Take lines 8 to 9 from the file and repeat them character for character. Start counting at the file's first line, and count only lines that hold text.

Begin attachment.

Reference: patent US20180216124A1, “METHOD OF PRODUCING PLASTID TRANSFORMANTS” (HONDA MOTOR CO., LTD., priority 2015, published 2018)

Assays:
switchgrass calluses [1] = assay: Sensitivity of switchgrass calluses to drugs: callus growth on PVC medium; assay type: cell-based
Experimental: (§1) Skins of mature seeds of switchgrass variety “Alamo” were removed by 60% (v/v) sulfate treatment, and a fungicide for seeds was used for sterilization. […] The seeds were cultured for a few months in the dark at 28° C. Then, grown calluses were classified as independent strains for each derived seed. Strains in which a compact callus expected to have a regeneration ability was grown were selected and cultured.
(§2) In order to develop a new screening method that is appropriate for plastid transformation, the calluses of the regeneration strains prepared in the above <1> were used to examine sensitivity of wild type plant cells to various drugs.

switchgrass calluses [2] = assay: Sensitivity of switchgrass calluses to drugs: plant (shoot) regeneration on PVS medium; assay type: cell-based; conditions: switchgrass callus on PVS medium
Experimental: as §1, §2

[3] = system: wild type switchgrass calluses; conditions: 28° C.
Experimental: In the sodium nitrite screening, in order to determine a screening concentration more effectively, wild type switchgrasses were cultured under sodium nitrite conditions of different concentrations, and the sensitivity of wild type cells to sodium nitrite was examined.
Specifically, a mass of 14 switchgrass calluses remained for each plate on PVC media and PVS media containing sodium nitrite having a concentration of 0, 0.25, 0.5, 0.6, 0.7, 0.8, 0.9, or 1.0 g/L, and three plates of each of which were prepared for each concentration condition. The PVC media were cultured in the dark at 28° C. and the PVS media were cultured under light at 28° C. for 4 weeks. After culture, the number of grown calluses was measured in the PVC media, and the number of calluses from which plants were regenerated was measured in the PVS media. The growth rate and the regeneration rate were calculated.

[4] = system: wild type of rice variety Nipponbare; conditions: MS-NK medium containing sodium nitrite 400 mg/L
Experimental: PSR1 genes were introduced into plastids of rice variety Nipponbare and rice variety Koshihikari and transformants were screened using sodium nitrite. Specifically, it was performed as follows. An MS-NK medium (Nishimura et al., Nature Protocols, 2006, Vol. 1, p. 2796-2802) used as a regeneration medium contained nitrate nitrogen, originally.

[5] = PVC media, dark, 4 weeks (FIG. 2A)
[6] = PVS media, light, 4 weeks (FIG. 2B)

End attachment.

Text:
[3] = system: wild type switchgrass calluses; conditions: 28° C.
Experimental: In the sodium nitrite screening, in order to determine a screening concentration more effectively, wild type switchgrasses were cultured under sodium nitrite conditions of different concentrations, and the sensitivity of wild type cells to sodium nitrite was examined.